Courtesy of Paula Farnsworth

“I see the profiles of the professor and of the student in Asia,” Paula Farnsworth, senior administrative assistant in the Physics Department, said about the News’ profile series. “And I think, ‘Oh my, why would they want to interview a staff member?’ But I guess it does take us all to make Yale go round.”

Farnsworth went on to make other similar comments throughout our interview, seemingly unaware of just how impressed the people around her are with her ability to help make Yale go round. In normal times, Farnsworth supports the relativistic ion group within Yale’s Physics Department, conducting research projects, completing purchase orders and coordinating travel for the group’s 12 members. At home in Wallingford, Connecticut during the pandemic, Farnsworth balances her usual work for the Physics Department with single motherhood and delivering groceries to neighbors.

Though Farnsworth said her schedule working from home is “anything but structured,” her two cats serve as reliable alarm clocks, waking her up early each morning. At 8 a.m., she begins her workday by checking her email inbox.

Courtesy of Paula Farnsworth

The COVID-19 pandemic has altered Farnsworth’s usual work as her group works within the Wright Laboratory. The group focuses on two undertakings — working with ALICE, an experiment to detect a novel phase of matter called quark-gluon plasma by replicating in a laboratory conditions like those just after the Big Bang, and ATLAS, a machine the size of a seven-story building which detects particles created by proton collisions — located in Geneva and Long Island, respectively. Ordinarily, Farnsworth coordinates professors’ travel between the two locations and completes expense reports from their trips. 

But now there are far fewer events to plan and trips to arrange, so Farnsworth has turned to projects she had kept on the “back burner” for years. She is developing a new website for the group and compiling a list of awards the faculty members may be eligible for. And since she has been with the Wright Lab for 18 years, Farnsworth said she is serving as a source of “institutional memory” for an undergraduate who’s creating a list of everyone who received a PhD from the lab.

Farnsworth is accustomed to working from home, having only been back in the office for two months following three months of recovery from mitral valve surgery with unexpected complications. She acknowledges the challenge of these health issues, but looks on them as a source for gratitude for her life.

“I am in a unique position to really just appreciate that I have a job, and we’re still here and we’re still healthy and that I’m at home but I’m not recovering from major surgery,” Farnsworth said about the pandemic.

Farnsworth is a single mother to Jayden, a high school senior. In the past few weeks they have lost two family members that were in their 40s. Though she noted the recent hardships her family had faced, she explained they allowed for brighter times — connecting with extended family over FaceTime to help grieve the loss.

In the aftermath of her surgery, Farnsworth’s neighbors brought meals and cookies to her door, and checked in on her as she recovered.

Now, she’s returning the favor. Five weeks ago, Farnsworth asked her neighbors if she could pick up milk or eggs for them. Nowadays, Farnsworth does the grocery shopping for five families in her condo complex, including her 70-year-old neighbor. She dons gloves and a mask to deliver the food and check in on everyone.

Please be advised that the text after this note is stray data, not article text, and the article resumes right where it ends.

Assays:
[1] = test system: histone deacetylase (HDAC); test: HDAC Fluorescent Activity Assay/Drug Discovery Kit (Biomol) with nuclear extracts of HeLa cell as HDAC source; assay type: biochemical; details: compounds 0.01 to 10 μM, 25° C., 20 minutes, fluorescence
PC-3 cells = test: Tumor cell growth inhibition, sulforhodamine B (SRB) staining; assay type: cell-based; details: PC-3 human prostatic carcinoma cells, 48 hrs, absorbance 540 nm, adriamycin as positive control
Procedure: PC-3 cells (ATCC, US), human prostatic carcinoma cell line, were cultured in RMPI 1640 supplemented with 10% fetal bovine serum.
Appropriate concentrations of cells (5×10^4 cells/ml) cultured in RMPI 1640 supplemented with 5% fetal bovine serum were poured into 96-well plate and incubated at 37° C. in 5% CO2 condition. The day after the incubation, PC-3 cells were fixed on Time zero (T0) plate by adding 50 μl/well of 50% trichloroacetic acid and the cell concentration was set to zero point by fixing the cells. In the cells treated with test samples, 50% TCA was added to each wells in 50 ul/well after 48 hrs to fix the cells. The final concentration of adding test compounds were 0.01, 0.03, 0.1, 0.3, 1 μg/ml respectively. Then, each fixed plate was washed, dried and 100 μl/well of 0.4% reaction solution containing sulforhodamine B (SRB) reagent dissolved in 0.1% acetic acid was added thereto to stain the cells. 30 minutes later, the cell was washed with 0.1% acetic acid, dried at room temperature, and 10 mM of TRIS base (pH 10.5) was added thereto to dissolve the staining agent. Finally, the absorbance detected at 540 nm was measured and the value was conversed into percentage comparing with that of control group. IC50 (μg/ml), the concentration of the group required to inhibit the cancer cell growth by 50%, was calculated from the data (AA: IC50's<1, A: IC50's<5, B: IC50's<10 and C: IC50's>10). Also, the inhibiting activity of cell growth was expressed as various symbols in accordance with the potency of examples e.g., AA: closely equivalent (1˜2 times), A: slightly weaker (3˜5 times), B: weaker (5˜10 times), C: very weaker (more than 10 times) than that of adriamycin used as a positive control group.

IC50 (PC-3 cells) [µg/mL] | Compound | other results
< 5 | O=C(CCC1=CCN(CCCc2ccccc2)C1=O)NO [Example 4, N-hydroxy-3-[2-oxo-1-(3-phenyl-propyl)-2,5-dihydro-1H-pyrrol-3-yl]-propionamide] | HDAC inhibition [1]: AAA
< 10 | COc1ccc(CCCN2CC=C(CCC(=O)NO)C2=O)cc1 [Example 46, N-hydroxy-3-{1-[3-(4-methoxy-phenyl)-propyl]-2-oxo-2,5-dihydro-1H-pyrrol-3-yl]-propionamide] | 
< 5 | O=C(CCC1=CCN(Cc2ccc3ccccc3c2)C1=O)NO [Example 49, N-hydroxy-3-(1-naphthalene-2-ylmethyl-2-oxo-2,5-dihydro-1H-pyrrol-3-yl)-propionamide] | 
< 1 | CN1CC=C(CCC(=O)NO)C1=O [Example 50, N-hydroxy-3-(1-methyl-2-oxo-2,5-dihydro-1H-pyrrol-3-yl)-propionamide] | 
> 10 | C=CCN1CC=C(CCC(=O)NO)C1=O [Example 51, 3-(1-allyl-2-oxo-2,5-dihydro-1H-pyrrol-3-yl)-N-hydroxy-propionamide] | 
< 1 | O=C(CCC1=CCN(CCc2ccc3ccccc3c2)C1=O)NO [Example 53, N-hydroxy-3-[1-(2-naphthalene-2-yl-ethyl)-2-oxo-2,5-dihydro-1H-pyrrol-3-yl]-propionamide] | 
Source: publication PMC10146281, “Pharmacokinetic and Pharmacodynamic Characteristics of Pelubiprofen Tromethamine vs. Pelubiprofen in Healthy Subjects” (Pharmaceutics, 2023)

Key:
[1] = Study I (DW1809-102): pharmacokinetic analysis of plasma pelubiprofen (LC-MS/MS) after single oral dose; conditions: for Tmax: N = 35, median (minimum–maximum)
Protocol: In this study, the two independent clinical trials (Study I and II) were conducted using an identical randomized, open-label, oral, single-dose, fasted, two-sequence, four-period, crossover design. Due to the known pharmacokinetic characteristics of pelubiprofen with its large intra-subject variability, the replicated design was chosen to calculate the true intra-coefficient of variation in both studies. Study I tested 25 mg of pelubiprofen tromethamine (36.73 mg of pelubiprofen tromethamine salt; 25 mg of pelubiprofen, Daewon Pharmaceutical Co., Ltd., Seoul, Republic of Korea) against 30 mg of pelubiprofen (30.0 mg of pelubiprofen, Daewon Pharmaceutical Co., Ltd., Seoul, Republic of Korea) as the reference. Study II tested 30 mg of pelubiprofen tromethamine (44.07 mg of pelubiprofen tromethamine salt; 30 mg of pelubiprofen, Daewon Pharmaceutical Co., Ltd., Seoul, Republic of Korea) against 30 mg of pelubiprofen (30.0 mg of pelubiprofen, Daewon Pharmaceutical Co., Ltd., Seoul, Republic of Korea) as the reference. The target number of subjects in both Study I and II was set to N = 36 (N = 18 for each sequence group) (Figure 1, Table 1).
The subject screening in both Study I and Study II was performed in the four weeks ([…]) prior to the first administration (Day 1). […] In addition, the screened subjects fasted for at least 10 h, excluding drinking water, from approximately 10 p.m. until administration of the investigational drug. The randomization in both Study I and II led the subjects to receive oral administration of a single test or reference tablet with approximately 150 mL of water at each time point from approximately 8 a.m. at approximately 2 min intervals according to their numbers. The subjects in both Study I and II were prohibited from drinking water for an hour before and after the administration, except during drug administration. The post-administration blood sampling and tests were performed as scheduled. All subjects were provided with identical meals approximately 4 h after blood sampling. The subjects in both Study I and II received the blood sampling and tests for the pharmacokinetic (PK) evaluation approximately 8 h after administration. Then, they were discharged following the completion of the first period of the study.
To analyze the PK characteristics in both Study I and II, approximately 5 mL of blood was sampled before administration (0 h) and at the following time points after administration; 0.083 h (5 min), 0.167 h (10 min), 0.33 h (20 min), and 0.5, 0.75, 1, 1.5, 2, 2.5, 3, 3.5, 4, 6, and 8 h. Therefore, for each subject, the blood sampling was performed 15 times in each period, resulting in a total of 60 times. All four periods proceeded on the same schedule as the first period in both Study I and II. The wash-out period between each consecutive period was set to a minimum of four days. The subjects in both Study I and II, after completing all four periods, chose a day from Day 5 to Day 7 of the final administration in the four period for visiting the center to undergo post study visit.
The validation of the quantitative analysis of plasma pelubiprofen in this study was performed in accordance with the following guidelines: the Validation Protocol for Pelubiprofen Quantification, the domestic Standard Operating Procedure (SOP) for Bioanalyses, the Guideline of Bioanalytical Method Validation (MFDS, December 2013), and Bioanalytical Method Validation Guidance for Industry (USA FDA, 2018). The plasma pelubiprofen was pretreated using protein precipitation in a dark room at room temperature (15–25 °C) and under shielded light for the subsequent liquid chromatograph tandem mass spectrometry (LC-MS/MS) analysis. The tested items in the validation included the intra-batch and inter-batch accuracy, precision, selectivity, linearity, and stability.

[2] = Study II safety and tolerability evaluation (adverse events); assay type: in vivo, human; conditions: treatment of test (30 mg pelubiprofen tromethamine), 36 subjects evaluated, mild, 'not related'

“Seeing the smiles on people’s faces and their gratitude, it just really warms my heart,” Farnsworth said.

When asked her favorite food to cook while in quarantine, Farnsworth blurted out, “Grubhub,” with a warm laugh. “I can tell you every restaurant within a ten-mile radius that’s open right now.”

But when she does cook, she makes enough for her neighbors, sharing pancakes and bacon with the people in her condo complex.

Physics professor John Harris called Farnsworth the best assistant he’s worked with in his nearly 25 years at Yale.

“She gets it all done,” Harris said. “Aside from her being conscientious and getting things done … she’s also no-nonsense and she will be direct, but in a nice and friendly way.”

The stay-at-home orders have changed the way Harris and Farnsworth communicate. Though they still check in on each other’s well-being, they no longer have the short morning conversations the two would share when Harris arrived for work.

The group still communicates a few times a week over Zoom. The group-wide Zoom meetings are rife with comical moments — from rogue pets running across the screen to graduate students posing a seal-shaped pillow named Gregor with their quantum theory textbooks.

“You finally kind of get to see the human side of people, which we don’t get to see a lot at work,” Farnsworth said. 

Courtesy of Paula Farnsworth

The photos of Gregor serve an important purpose — each day, group members respond with emojis as a safety check to signify they are alright.

Farnsworth noted that she’s content with the quieter life amid the pandemic. She watches the news, finding comfort in Dr. Fauci’s straightforward press briefings and anguish at the President’s contradictory messages.

“I don’t feel a void to fill,” Farnsworth said. “My cats keep me busy” — the grey Sir Winston, so named “because he’s royalty,” and the black Butero, whom Farnsworth and her daughter call “Bootie.”

“One of them’s insane,” she said with a laugh. “He likes to play fetch, and the other supervises because he’s much too important for things like that.”

Rose Horowitch | rose.horowitch@yale.edu

This story is part of a larger series profiling Yale and New Haven community members during the COVID-19 pandemic. To read more, click here.